Australia produces some of the world’s best wine varieties, including Sauvignon blanc, Pinot noir, Semillon, Merlot, Chardonnay, Cabernet Sauvignon, Shiraz and, of course, Riesling. Riesling wine is a white grape-flavoured wine coming from the Rhine region. It has an aromatic quality, displaying flowery. The aroma is strong enough to be perfume, and they are highly acidic. Wineries use it to make sweet, semi-sweet, dry, and sparkling white wines.
An Insight Into Australian Wine Cultivation
Almost all wine drinkers like their wine when all the three levels, i.e., primary, secondary and tertiary, are uniformly present and fuse to give away the highest level of complexity. After spending all its life inside a bottle, all the aromas in the wine balance themselves. After this, one can enjoy the best experience with their wine. It is also known as the perfect drinking window.
Businesses produce Riesling only in a few counties and regions. One among them is Australia. Generally, Australian Riesling is drier than New Zealand, Alsatian and German wines. The geographical divisions of Australia are known as the geographical indications. Division criteria correspond to respective regions, sub-regions, or wine zone. Two very consistent places are that produce wine are Clare valley and Eden valley. They have the highest prominence for bringing out the highest quality. Other places apart from these two are Grampians, Great Southers, Henty, Tasmanian, and Canberra District.
Every year, the wine industry brings about 6 million dollars to Australia. It is also the sixth-highest wine producer in the whole world. This continent has a total of 65 wine regions.
There are three primary aroma types in Riesling.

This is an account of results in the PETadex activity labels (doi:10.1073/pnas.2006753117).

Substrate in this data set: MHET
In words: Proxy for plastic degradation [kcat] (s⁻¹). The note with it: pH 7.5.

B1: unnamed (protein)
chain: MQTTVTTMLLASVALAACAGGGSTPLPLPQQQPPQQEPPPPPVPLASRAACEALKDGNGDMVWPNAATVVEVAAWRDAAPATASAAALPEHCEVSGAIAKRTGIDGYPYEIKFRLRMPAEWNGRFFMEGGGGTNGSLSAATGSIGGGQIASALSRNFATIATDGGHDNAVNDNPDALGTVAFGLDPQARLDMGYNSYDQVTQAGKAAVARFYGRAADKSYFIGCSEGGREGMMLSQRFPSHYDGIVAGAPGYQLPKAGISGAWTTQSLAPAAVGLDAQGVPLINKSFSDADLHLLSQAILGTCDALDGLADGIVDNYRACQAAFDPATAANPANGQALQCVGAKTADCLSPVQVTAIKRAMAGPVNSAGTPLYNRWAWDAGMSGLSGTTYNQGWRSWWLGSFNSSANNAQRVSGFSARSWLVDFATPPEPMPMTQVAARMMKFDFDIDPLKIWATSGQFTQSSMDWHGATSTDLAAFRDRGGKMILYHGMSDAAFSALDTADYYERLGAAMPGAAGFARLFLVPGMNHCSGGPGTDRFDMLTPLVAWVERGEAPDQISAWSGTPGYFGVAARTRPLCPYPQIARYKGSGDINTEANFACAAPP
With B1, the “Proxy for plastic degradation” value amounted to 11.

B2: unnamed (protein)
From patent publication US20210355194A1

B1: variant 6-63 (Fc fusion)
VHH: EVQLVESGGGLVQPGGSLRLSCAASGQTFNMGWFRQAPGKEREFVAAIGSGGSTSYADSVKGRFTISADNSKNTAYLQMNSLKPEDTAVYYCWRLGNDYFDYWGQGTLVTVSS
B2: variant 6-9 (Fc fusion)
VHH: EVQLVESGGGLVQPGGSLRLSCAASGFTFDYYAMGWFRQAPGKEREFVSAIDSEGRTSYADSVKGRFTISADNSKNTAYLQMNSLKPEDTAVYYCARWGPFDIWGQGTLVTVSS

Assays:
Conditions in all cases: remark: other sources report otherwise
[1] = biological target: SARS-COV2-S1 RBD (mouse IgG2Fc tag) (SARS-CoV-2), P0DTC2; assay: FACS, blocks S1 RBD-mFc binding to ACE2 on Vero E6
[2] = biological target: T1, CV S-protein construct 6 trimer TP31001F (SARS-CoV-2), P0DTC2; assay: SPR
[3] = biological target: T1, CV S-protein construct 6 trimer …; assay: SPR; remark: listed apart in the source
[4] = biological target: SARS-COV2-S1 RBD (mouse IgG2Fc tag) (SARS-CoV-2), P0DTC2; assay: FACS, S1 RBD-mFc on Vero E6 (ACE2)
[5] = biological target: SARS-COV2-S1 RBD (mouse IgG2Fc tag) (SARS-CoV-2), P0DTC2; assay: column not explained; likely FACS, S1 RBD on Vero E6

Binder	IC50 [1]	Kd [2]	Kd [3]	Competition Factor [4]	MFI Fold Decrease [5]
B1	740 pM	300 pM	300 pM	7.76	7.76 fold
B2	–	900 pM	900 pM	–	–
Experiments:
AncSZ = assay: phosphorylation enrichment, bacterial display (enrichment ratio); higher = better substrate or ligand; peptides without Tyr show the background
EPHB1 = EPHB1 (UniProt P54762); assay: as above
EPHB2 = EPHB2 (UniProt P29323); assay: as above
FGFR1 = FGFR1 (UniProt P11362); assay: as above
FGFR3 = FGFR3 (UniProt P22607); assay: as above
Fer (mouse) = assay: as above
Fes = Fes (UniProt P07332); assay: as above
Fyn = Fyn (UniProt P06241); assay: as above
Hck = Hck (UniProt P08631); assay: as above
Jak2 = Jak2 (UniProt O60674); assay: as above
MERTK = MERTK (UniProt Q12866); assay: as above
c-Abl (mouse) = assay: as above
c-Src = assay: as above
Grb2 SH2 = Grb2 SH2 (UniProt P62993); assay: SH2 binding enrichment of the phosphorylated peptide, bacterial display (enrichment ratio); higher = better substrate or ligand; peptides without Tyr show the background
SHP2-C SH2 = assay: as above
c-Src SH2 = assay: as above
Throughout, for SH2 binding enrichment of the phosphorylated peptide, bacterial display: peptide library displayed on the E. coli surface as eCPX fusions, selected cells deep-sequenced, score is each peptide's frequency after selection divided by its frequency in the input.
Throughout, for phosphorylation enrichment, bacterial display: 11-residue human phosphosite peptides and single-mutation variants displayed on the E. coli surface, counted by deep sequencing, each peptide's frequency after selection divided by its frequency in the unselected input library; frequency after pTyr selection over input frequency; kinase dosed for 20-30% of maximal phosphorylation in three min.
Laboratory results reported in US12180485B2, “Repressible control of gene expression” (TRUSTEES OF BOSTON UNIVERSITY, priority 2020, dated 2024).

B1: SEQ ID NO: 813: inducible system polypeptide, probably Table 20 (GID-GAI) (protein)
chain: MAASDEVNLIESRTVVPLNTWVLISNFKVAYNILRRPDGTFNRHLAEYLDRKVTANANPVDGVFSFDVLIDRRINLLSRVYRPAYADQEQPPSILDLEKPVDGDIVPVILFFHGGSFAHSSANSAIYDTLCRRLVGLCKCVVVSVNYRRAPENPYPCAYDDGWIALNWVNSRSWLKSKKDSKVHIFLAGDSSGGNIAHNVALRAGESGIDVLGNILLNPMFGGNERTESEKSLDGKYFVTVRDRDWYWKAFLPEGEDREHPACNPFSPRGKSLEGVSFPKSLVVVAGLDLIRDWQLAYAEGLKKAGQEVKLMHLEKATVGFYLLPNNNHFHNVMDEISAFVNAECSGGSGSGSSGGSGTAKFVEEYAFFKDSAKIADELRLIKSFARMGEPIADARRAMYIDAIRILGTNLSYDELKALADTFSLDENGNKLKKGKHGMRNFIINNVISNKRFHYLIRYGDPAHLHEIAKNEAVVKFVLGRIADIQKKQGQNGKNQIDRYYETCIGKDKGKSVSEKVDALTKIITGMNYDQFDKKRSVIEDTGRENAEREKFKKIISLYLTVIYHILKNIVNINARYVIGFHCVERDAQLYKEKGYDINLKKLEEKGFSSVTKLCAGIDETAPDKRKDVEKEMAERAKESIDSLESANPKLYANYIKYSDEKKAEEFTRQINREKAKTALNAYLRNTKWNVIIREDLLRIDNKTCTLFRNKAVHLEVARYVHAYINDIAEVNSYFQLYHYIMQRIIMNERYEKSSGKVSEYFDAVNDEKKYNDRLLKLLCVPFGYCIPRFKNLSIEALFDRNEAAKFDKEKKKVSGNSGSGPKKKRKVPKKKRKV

The primary aroma is the flavour, and the smell comes from the fruit itself, the grapes. It is contradictory to the winemaking process. The aroma differs according to the climate and the soil they grow in.
In Mosel, where the cold climate is prevalent, white grapes cannot reach the highest level of maturation. Wines mostly display the mineral notes of slate, flint, steel, chalk, and kerosene. However, with Riesling, it does not end there. They also show floral elements like a citrus blossom, lily, and rose petal. Riesling’s other typical whiffs include lime, gooseberry, grass and honey.
Cultivation of the grapes in counties like Australia, California, Chile and South Africa (the regions with warmer climates), the berries and flavours always reach the highest level of ripeness. These riper ones reveal notes like pip and stone fruits (pear, nectarine, apple, peach), and also the notes of pineapple, lychee, and mango belong to the tropical fruits category. While making Riesling wine uses numerous combinations of the above flavours. The best ones assemble the whole spectrum with a tasteful complexity.
It is a part of the winemaking process where one can notice the smell of wine. The primary aromas present in the white grapes merge with bacteria and yeasts to complete the fragmentation. With this, the wine gets more odoriferous complexity. These secondary aromas are born during the fragmentation process. It is in the configuration of sulphur and esters like flint, pear, and petroleum. People have a misbelief that these secondary aromas are aged in oak.
This one is advanced in a bottle. The molecules present in the wine interrelate with each other and with oxygen. When this process takes place, the aromatic features change. The classical aroma of Riesling wines is known as kerosene. It intensifies as the years pass by. If the aroma gets too noticeable, then it is a negative sign. As the bottle matures in time, the aromas inside magnify. Because of this, the primary aroma of fruity flavours gradually vanishes.